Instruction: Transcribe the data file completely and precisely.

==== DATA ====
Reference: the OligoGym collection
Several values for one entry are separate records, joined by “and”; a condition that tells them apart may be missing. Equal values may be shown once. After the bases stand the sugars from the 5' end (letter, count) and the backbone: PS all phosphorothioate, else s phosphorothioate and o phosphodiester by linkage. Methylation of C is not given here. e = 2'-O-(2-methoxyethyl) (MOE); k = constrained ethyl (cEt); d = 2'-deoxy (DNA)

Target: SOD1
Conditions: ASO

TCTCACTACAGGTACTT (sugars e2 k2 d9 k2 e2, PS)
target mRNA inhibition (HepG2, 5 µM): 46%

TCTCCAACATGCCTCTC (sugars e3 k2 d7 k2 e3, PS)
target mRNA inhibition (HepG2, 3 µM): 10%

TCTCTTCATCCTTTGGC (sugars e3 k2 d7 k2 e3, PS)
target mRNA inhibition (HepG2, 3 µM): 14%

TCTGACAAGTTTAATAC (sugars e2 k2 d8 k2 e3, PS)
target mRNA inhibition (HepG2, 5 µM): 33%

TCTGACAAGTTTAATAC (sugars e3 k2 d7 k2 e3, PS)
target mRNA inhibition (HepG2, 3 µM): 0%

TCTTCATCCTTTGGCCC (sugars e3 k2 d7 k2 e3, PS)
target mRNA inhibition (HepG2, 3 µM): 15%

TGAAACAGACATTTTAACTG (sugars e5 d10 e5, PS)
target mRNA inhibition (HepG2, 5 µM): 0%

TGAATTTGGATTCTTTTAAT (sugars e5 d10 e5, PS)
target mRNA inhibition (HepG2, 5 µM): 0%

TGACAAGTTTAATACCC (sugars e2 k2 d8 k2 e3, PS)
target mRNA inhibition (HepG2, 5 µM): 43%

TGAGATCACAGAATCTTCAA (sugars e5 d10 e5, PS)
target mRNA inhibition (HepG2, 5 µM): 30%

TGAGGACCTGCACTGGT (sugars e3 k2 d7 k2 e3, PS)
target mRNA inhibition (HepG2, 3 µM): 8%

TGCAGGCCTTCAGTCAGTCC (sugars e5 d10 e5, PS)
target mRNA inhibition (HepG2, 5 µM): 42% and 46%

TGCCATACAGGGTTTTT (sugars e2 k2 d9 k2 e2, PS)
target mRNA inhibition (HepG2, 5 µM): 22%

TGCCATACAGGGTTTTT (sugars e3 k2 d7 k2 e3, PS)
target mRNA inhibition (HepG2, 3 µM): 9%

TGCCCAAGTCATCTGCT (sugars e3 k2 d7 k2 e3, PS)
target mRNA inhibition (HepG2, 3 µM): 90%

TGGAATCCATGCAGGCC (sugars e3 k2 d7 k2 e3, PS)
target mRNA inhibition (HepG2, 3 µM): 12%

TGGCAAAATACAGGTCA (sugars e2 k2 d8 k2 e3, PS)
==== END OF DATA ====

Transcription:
Reference: the OligoGym collection
Several values for one entry are separate records, joined by “and”; a condition that tells them apart may be missing. Equal values may be shown once. After the bases stand the sugars from the 5' end (letter, count) and the backbone: PS all phosphorothioate, else s phosphorothioate and o phosphodiester by linkage. Methylation of C is not given here. e = 2'-O-(2-methoxyethyl) (MOE); k = constrained ethyl (cEt); d = 2'-deoxy (DNA)

Target: SOD1
Conditions: ASO

TCTCACTACAGGTACTT (sugars e2 k2 d9 k2 e2, PS)
target mRNA inhibition (HepG2, 5 µM): 46%

TCTCCAACATGCCTCTC (sugars e3 k2 d7 k2 e3, PS)
target mRNA inhibition (HepG2, 3 µM): 10%

TCTCTTCATCCTTTGGC (sugars e3 k2 d7 k2 e3, PS)
target mRNA inhibition (HepG2, 3 µM): 14%

TCTGACAAGTTTAATAC (sugars e2 k2 d8 k2 e3, PS)
target mRNA inhibition (HepG2, 5 µM): 33%

TCTGACAAGTTTAATAC (sugars e3 k2 d7 k2 e3, PS)
target mRNA inhibition (HepG2, 3 µM): 0%

TCTTCATCCTTTGGCCC (sugars e3 k2 d7 k2 e3, PS)
target mRNA inhibition (HepG2, 3 µM): 15%

TGAAACAGACATTTTAACTG (sugars e5 d10 e5, PS)
target mRNA inhibition (HepG2, 5 µM): 0%

TGAATTTGGATTCTTTTAAT (sugars e5 d10 e5, PS)
target mRNA inhibition (HepG2, 5 µM): 0%

TGACAAGTTTAATACCC (sugars e2 k2 d8 k2 e3, PS)
target mRNA inhibition (HepG2, 5 µM): 43%

TGAGATCACAGAATCTTCAA (sugars e5 d10 e5, PS)
target mRNA inhibition (HepG2, 5 µM): 30%

TGAGGACCTGCACTGGT (sugars e3 k2 d7 k2 e3, PS)
target mRNA inhibition (HepG2, 3 µM): 8%

TGCAGGCCTTCAGTCAGTCC (sugars e5 d10 e5, PS)
target mRNA inhibition (HepG2, 5 µM): 42% and 46%

TGCCATACAGGGTTTTT (sugars e2 k2 d9 k2 e2, PS)
target mRNA inhibition (HepG2, 5 µM): 22%

TGCCATACAGGGTTTTT (sugars e3 k2 d7 k2 e3, PS)
target mRNA inhibition (HepG2, 3 µM): 9%

TGCCCAAGTCATCTGCT (sugars e3 k2 d7 k2 e3, PS)
target mRNA inhibition (HepG2, 3 µM): 90%

TGGAATCCATGCAGGCC (sugars e3 k2 d7 k2 e3, PS)
target mRNA inhibition (HepG2, 3 µM): 12%

TGGCAAAATACAGGTCA (sugars e2 k2 d8 k2 e3, PS)